Why Parking Spots Make Great Beds for the Homeless

Categories: Local News
Bennett Austin
Is she going to take a nap?
ast week we regaled readers with stories of residents converting highly coveted parking spots into parks, offices, and even nudist camps. Perhaps that's where Bennett Austin, a local advertising student, got the idea to turn metered spots in the Haight District into beds for the homeless.

All week, Austin has been hauling in a twin-size bed -- pillows, blankets, and all -- to a parking spot on the corner of Haight and Cole streets. He keeps the meter running from 9 a.m. to 6 p.m., giving homeless residents a place to crash for a few hours without getting busted by the cops.

"I was thinking about ways to circumvent the sit/lie law," Austin says. 

But Austin isn't doing this just to create a more rested homeless population. It's a mostly symbolic overture, meant to show us that you can't arrest your way out of the homeless problem in San Francisco. Oh, and he's taking donations to help raise some cash for the local Homeless Youth Alliance organization. "It's really about trying to stop sleeping in the streets, and give the homeless a place to sleep," Austin tells SF Weekly.

In his opinion, converting parking spots into beds is one way to legalize sleeping on the streets. Austin says that paying for a metered spot means that space is his to do anything with until the meter expires. "If I'm on the sidewalk I could be fined for loitering, but in a paid parking spot there's no clear definition about what can and cannot be legally fixed," Austin says.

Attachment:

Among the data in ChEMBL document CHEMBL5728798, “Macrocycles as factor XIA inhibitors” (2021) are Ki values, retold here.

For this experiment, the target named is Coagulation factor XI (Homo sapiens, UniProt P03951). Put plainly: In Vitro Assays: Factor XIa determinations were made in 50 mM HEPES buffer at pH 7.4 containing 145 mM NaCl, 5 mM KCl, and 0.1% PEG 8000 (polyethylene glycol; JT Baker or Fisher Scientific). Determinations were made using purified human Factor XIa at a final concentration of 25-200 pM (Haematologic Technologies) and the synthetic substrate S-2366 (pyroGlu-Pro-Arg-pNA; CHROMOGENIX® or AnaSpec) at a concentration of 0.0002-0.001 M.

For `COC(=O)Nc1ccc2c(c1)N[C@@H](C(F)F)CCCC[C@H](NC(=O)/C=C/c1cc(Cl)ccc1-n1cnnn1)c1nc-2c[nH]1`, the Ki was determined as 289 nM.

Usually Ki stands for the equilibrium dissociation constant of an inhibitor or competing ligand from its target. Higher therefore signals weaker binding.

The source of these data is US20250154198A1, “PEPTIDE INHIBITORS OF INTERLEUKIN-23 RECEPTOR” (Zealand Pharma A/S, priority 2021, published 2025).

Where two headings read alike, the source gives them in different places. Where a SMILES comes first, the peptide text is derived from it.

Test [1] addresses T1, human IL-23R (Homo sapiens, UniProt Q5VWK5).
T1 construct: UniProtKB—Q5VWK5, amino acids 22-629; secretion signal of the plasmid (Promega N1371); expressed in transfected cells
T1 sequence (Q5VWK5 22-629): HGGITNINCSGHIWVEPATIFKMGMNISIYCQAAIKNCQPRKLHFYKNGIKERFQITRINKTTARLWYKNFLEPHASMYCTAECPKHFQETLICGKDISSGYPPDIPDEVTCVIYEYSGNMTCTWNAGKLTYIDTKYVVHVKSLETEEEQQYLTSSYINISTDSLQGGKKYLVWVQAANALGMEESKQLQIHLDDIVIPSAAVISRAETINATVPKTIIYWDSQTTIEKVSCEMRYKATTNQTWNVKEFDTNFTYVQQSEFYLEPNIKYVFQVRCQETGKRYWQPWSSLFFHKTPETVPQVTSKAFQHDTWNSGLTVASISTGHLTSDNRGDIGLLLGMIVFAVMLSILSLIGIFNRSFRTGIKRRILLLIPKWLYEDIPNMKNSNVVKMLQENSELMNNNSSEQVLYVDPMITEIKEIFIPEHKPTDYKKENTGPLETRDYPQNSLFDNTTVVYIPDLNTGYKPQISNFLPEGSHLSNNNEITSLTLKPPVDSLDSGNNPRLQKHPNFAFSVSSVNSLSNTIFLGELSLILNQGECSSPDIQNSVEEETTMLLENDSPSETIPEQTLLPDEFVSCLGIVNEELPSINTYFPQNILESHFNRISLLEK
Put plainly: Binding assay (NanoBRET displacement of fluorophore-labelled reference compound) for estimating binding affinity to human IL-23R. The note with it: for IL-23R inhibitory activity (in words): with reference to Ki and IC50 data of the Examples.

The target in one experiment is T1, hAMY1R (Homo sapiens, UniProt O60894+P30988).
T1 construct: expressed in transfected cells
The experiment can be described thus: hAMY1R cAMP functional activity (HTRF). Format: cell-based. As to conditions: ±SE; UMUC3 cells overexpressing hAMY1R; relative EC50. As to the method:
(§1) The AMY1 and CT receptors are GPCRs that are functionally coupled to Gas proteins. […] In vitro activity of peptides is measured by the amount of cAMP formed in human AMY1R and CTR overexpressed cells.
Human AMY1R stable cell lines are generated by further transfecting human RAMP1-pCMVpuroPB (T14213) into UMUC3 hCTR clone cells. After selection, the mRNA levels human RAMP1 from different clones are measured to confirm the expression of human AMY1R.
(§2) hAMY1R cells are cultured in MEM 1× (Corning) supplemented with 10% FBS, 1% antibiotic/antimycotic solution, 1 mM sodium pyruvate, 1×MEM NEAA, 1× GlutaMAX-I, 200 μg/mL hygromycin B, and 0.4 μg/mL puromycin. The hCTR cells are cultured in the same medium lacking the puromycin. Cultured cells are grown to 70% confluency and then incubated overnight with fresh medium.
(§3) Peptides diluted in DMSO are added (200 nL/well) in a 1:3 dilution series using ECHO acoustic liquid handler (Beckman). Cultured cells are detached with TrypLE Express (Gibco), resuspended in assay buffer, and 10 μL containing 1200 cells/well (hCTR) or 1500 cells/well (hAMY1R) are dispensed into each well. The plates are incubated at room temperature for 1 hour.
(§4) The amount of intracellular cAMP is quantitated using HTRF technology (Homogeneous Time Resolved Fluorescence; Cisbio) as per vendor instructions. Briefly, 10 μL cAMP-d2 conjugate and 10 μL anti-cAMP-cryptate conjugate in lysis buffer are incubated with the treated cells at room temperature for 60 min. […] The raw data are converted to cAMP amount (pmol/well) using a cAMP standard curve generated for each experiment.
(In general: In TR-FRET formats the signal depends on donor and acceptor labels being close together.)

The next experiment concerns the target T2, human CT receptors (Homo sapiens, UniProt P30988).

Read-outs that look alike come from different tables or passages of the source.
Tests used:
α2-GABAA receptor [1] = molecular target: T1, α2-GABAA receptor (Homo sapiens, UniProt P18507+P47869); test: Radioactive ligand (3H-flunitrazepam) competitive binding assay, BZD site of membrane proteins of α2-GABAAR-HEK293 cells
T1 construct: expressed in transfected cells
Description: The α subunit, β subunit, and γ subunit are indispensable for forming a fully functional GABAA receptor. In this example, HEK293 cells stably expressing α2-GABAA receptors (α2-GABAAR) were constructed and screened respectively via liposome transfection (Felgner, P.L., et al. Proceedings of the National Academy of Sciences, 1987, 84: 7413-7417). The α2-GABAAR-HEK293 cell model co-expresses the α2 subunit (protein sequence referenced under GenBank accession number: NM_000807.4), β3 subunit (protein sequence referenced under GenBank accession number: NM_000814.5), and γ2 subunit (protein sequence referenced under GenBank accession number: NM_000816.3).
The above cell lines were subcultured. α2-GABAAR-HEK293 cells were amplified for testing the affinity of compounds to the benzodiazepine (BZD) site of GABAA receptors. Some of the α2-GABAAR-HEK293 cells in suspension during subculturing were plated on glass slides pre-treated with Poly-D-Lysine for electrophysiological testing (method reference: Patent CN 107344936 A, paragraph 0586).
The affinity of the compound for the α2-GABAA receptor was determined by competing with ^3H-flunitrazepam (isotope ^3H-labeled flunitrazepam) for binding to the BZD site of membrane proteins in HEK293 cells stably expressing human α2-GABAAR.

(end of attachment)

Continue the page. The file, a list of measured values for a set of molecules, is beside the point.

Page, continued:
But local cops would disagree on that. Captain Denis O'Leary says that what Austin is doing is technically violating the city's sit/lie law and he could be cited.

"Given that he's engaging in the First Amendment, we are walking a fine line between enforcing local law and honoring the United States constitution," O'Leary says. "I just told officers to handle it with a sense of humor."

So then, Austin has been successful in giving the homeless a place to sit and lie in the Haight without being hassled by the cops. "Well, that's your take on it," O'Leary told us.

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The point is not wanting to break the law but to bring the plight of homeless youth to the attention of the public in hopes of raising money for beds in the shelter, that's the point. 

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